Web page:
According to the latest accounts, Parmalat, the Italian dairy and food processing company, may have a shortfall in its accounts in excess of 8 billion euros ($10.1 billion), putting it on a par with Enron, as one of the world’s biggest financial scandals ever.
Moody’s Investors Service and A.M. Best have both reported that more than 30 U.S. insurers may have exposures totaling between $1.17 billion (Best) and $1.6 billion (Moody’s – See IJ Website Dec.24). Aflac has the biggest reported exposure, estimated at around $384 million.
Judicial and regulatory authorities in Italy and the US are still probing the company’s finances, especially the role of offshore shell companies, offshore units, and suspect loans used by the now bankrupt group to hide money and to shore up its crumbling finances.
The Securities and Exchange Commission has undertaken a broad probe of Parmalat’s U.S. activities in an attempt to find financial misstatements and misrepresentations in its sale of billions of euros worth of Parmalat bonds through the Bank of America and other banks. One SEC official told the BBC that the scandal was a “brazen corporate financial fraud.”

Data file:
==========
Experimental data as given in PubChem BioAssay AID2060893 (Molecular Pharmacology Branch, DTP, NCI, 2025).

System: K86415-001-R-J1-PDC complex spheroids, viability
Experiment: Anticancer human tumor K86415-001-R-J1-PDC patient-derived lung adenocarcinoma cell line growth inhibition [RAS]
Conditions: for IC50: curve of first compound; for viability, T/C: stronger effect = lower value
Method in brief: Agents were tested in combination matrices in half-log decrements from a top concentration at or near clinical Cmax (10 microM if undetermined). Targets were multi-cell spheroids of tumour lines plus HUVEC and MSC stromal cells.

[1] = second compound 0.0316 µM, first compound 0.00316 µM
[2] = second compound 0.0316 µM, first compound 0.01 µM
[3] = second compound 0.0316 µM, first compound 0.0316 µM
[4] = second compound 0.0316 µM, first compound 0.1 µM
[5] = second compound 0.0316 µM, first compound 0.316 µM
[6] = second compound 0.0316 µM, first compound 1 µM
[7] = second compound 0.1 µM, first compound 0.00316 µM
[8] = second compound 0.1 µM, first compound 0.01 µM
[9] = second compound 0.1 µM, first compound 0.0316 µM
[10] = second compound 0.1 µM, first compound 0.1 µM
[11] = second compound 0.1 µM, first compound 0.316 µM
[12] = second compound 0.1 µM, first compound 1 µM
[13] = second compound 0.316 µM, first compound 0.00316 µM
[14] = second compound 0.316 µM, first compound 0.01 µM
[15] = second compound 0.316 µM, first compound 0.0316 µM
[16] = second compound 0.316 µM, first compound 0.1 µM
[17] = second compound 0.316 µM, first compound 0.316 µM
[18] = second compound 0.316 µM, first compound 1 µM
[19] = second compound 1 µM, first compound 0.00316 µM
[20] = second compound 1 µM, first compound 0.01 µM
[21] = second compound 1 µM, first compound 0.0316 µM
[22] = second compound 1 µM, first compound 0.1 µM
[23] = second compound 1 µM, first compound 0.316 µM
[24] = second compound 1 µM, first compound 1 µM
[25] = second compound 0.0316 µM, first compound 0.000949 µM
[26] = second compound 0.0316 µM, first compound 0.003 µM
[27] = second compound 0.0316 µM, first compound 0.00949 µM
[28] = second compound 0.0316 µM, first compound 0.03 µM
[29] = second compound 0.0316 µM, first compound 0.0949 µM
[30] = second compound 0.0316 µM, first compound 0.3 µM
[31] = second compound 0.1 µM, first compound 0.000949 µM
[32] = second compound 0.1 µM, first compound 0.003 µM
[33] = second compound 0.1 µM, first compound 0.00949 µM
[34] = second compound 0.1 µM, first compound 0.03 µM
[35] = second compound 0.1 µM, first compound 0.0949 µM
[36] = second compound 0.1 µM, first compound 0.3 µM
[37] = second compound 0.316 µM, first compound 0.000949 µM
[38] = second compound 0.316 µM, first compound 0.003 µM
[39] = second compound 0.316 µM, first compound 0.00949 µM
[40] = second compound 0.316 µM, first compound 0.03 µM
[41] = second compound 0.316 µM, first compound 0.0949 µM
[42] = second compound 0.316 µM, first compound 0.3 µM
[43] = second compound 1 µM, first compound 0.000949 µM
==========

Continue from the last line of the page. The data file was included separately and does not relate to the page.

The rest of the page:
Investigating judges in Parma, Parmalat’s base, will start a fresh round of questioning with the interrogation of Fausto Tonna, the company’s former chief financial office and a close associate of former CEO and founder Calisto Tanzi. He is one of six Parmalat executives, including Tanzi, and two outside auditors arrested over the collapse of the food group, who are being questioned. Tanzi earlier admitted diverting 500 million euros ($630 million) from Parmalat to finance other parts of the business controlled by his family. No one has yet been charged in the case.
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